Plants used traditionally in Ghana to heal wounds have proven beneficial compounds, said a research team from the UK and Ghana last week.
The researchers, investigating the properties of some plants used by the Ashantis, one of the largest ethnic groups in Ghana, have identified two plants with considerable antibacterial and antioxidant activity, they reported at the British Pharmaceutical Conference in Harrogate.
A literature search and interviews with traditional healers showed that the stembark of Spathodea campanulata (African tulip tree) and the shoot of Secamone afzelii are commonly used as wound healing agents, being applied as a paste to the wound.
To assess whether there was scientific justification for these treatments, the researchers tested the plant extracts onprotection against infection and protection against tissue damage caused by oxygen free radicals, two actions key to the wound healing process.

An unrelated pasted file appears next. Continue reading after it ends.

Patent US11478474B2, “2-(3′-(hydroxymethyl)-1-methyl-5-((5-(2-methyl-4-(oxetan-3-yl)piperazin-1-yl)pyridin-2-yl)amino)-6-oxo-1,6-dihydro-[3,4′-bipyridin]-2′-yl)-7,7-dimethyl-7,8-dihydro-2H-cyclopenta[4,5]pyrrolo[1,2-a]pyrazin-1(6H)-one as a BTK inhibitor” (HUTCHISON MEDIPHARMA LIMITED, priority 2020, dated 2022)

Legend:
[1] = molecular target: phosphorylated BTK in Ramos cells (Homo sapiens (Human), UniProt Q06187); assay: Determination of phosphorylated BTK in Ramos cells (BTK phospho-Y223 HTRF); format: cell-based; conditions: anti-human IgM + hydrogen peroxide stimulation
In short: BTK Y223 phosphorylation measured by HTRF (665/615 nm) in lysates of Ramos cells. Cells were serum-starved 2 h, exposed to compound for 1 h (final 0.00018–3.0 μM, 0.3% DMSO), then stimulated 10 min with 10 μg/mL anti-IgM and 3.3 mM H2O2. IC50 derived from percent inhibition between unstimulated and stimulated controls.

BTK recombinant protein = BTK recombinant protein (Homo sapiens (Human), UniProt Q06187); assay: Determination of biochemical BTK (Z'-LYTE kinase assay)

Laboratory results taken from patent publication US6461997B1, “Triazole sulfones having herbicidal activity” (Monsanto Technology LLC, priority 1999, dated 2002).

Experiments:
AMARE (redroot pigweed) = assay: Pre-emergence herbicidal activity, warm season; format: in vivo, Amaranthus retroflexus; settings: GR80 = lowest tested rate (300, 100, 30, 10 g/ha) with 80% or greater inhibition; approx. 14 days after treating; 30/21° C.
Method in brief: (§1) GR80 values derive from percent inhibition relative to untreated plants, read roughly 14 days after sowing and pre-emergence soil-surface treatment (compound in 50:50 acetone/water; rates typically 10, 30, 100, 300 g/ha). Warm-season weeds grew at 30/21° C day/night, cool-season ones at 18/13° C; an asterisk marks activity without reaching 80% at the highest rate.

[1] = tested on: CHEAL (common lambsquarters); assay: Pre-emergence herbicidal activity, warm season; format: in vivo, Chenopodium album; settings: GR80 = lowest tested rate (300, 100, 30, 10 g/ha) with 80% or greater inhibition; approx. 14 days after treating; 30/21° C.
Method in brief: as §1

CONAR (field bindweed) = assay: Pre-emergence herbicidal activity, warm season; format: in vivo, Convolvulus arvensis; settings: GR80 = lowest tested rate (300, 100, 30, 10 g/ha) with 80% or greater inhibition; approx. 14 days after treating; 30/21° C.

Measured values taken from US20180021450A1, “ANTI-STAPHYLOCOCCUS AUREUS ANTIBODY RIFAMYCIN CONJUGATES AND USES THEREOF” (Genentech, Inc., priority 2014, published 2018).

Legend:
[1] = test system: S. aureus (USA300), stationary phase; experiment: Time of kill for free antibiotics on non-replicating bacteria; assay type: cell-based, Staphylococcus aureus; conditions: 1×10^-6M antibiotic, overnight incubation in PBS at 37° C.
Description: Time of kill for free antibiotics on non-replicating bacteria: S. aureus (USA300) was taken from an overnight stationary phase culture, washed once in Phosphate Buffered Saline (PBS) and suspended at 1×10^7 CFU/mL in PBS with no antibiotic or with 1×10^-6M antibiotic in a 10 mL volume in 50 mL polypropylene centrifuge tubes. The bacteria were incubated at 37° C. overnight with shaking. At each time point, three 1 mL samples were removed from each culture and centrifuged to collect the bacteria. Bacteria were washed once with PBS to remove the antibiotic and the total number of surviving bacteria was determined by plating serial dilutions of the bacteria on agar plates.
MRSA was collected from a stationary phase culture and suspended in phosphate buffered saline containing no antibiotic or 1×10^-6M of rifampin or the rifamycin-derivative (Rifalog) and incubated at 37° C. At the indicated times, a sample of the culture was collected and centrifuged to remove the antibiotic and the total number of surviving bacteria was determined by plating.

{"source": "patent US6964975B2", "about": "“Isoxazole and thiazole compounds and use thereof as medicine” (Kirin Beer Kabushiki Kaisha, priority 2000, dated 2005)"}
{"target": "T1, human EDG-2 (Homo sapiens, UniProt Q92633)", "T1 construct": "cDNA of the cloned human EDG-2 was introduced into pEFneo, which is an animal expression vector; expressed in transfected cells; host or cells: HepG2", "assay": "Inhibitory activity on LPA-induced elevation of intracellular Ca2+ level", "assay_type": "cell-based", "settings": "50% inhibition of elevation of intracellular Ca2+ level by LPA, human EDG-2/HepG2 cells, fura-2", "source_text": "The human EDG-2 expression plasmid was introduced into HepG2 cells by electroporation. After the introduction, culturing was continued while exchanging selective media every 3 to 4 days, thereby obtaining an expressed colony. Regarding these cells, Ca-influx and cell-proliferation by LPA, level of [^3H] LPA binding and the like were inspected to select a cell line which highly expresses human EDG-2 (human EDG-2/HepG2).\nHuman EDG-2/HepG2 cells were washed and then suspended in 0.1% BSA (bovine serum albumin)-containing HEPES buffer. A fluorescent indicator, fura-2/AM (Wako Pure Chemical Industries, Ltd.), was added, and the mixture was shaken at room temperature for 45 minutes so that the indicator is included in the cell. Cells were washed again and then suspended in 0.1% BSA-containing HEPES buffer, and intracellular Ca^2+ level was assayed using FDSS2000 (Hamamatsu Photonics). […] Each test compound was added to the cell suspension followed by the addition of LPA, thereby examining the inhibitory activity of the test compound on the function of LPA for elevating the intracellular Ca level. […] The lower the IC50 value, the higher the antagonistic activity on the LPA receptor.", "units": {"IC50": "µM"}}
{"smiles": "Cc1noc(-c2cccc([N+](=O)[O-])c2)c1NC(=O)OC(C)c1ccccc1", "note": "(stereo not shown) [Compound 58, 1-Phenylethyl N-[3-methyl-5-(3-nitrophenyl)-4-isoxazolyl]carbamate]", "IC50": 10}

Dr Abraham Mensah, from Kwame Nkrumah University of Science and Technology in Ghana, said that extracts from the two plants were tested against four bacterial species and the yeast Candidaalbicans. Both showed considerable activity against C albicans. Spathodea campanulata also showed a wide spectrum of antibacterial activity.
In addition, both extracts showed antioxidant activity in chromatographic tests.
Further examination showed that the major compound in Secamone afzelii was vitamin E, a natural chemical with established antioxidant properties. The activecompounds in Spathodea campanulata are currently being analysed.
Professor Peter Houghton, from the King's College research team, said: "Medicinal plants complement more orthodox medicines and it has to be accepted that there is little alternative for many people in countries like Ghana. We are aiming to identify those plants that have a scientific rationale for their reputation, and this should help local people to know which plants to recommend."
The research was funded by a Tropical Development Research Grant from the Wellcome Trust.